High Speed Crash

By: Amy Kehm
By: Amy Kehm

A new report offers some alarming details about a high-speed police crash.

Staunton police officer Lisa Snodgrass was seriously injured when her cruiser collided with another police car on June 5th. Both were responding to a call.

The new report indicates Snodgrass was traveling 75 miles per hour in a 25 mile per hour zone. Police say she lost control, hit a curb, a wall, and then a tree.

"Anytime we're on an emergency response, we have two goals in mind," said Staunton Police Chief Butch Wells. "One (is) getting there as quick as we can; the other one being getting there safely. And in this particular case, we didn't achieve either one of those goals."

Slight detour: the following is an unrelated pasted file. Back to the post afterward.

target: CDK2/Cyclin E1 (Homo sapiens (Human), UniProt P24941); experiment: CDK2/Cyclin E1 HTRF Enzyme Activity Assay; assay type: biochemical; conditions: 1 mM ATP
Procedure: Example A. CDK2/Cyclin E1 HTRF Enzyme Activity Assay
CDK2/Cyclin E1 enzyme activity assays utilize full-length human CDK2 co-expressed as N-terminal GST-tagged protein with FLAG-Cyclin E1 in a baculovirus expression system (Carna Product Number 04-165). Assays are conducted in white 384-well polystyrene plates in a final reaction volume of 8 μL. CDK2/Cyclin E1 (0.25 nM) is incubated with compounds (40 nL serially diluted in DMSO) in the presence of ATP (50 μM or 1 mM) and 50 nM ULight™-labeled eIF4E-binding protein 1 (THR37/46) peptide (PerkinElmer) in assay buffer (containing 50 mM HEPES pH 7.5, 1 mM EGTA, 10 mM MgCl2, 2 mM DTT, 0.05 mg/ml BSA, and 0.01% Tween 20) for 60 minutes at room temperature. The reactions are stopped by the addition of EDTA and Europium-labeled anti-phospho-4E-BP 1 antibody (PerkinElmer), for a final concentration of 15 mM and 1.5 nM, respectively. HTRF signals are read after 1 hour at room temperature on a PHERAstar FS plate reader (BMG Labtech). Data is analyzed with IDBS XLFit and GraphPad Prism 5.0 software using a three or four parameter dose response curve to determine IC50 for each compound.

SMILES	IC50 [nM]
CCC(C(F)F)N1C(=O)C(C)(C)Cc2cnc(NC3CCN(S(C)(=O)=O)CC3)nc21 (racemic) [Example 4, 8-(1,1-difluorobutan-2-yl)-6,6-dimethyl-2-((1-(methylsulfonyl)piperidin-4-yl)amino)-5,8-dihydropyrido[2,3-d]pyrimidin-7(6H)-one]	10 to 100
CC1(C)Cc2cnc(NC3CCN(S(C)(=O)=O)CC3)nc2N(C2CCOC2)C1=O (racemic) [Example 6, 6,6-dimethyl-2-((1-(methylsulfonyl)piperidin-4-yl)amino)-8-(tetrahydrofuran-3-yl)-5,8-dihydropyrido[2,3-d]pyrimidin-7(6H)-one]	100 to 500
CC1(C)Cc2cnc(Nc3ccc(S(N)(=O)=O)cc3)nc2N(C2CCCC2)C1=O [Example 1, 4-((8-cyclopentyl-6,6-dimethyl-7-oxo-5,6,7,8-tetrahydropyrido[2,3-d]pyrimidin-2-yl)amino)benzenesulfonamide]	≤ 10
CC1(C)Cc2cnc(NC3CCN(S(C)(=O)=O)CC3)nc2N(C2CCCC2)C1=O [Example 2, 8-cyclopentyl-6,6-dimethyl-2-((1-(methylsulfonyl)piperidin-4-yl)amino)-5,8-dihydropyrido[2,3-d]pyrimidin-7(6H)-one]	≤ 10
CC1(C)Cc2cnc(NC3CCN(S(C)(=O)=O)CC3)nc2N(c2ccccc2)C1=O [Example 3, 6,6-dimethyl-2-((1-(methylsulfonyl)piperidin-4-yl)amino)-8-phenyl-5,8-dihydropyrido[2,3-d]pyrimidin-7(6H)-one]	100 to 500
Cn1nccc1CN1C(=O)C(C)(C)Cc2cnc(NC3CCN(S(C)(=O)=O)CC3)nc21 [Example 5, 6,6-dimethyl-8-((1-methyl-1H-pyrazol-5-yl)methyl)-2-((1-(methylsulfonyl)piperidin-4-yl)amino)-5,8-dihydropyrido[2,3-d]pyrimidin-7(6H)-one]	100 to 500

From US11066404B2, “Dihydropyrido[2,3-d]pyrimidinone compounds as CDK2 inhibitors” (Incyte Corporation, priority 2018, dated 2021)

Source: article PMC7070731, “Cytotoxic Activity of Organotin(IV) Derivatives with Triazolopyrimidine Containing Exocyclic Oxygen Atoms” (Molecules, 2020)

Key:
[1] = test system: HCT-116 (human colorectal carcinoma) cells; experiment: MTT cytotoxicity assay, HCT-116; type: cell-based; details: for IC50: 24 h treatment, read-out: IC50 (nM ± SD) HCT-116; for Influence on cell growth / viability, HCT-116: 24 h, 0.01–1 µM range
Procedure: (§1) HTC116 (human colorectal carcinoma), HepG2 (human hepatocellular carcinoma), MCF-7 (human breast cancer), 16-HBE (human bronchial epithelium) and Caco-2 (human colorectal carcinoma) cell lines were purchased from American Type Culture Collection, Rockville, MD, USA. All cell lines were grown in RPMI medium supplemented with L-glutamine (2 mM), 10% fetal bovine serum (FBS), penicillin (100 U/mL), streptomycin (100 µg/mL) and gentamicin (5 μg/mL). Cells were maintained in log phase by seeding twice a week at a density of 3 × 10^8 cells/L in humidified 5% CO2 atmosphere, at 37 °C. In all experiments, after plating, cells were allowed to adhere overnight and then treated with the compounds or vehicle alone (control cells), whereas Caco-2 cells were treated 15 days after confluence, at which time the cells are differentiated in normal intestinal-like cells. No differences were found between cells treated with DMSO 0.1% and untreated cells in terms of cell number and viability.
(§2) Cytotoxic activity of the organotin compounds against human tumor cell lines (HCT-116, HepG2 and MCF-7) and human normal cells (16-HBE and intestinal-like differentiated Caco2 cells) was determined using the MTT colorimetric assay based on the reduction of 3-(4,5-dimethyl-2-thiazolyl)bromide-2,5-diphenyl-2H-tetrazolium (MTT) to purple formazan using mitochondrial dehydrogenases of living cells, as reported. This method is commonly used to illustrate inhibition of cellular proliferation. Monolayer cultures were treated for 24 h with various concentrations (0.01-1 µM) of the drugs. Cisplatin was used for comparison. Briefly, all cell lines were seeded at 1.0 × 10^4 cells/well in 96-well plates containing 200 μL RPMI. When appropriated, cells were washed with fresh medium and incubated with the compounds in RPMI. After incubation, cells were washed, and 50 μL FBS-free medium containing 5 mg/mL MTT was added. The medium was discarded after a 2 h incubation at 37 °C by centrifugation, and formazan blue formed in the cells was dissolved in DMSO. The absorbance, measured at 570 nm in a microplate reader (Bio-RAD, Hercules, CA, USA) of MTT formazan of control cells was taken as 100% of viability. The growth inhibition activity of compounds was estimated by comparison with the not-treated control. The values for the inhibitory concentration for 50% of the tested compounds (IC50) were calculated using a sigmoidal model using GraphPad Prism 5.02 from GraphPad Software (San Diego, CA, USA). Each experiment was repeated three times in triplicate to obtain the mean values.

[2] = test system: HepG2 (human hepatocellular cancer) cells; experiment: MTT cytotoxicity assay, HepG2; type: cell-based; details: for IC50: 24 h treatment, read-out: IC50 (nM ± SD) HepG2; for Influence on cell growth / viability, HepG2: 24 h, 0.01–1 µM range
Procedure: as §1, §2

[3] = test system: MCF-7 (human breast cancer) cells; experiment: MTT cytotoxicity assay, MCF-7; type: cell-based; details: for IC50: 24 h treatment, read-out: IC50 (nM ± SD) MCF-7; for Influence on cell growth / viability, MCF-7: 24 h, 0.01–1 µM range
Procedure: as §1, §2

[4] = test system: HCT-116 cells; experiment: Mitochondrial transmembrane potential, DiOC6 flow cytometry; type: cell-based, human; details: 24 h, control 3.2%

But they could soon know more, thanks to new technology similar to the black boxes found onboard airplanes. It captures similar information, like what was going on right before the car crash, and what happened just after it.

The black box is installed in most newer model cars. These police cars had them. But each manufacturer does it a bit different, so the data is difficult to read.

Officer Snodgrass continues to recover at home. Police say disciplinary action could be forthcoming.


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